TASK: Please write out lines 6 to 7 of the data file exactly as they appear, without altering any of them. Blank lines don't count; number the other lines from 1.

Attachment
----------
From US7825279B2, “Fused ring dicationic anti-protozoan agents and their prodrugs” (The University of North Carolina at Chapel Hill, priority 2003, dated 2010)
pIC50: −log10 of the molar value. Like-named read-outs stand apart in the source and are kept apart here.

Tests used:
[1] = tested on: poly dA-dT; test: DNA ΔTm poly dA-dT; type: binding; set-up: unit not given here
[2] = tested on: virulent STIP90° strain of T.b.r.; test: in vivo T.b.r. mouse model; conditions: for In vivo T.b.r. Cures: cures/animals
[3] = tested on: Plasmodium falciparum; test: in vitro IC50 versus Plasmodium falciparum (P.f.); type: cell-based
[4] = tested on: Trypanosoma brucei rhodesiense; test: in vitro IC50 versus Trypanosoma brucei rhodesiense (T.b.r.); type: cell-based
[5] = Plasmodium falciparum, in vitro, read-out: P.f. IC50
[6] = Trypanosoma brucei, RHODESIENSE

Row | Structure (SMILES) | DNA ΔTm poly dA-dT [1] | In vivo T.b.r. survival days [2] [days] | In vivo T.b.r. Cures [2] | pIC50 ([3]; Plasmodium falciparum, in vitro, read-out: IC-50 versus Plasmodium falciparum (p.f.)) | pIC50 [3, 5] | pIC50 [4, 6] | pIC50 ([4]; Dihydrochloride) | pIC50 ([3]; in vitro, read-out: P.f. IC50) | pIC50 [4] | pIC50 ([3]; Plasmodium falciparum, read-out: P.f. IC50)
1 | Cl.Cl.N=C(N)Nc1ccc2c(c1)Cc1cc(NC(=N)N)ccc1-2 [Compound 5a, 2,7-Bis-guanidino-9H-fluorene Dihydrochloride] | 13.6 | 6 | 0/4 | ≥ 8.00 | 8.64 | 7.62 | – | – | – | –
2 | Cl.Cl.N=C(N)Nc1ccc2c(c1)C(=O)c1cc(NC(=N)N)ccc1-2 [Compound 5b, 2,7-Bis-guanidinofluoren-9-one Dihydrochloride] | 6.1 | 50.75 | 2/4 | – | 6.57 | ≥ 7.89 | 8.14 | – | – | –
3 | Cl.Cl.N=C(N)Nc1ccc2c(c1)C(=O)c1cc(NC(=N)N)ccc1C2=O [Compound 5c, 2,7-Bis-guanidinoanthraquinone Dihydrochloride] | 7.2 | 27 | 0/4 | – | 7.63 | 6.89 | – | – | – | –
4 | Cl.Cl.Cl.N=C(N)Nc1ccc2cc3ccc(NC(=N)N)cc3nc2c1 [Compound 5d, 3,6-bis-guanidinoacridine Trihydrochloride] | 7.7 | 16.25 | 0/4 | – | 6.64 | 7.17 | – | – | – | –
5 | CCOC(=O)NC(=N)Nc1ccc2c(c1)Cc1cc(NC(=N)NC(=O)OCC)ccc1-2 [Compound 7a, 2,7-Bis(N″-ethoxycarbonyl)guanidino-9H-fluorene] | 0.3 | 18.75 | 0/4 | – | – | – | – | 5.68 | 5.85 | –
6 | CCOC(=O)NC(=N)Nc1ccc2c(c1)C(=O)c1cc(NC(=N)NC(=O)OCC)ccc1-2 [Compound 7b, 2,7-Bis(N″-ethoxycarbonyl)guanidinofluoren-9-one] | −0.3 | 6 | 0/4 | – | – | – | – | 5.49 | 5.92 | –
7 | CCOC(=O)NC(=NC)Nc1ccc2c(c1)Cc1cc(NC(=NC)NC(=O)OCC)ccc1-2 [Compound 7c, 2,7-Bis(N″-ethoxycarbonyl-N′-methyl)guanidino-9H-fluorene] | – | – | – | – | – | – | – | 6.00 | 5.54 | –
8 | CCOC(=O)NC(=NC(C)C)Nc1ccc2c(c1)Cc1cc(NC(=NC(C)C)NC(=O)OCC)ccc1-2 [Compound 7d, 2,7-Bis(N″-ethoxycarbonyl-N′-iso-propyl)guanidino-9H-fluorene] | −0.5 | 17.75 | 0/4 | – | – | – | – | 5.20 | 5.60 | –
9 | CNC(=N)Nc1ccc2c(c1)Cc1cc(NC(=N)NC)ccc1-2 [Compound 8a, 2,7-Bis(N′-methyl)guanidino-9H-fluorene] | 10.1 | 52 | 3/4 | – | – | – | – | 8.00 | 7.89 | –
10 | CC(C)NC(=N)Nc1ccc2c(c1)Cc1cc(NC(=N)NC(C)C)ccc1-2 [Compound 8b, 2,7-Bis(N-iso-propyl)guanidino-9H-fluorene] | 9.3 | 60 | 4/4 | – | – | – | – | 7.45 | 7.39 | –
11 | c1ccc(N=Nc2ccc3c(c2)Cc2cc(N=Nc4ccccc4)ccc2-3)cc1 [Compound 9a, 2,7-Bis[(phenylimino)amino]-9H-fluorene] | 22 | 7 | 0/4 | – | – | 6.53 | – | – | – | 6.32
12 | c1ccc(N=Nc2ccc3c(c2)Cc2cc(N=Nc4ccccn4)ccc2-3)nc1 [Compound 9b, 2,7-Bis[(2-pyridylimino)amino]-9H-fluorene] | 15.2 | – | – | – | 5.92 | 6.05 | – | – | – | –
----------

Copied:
[3] = tested on: Plasmodium falciparum; test: in vitro IC50 versus Plasmodium falciparum (P.f.); type: cell-based
[4] = tested on: Trypanosoma brucei rhodesiense; test: in vitro IC50 versus Trypanosoma brucei rhodesiense (T.b.r.); type: cell-based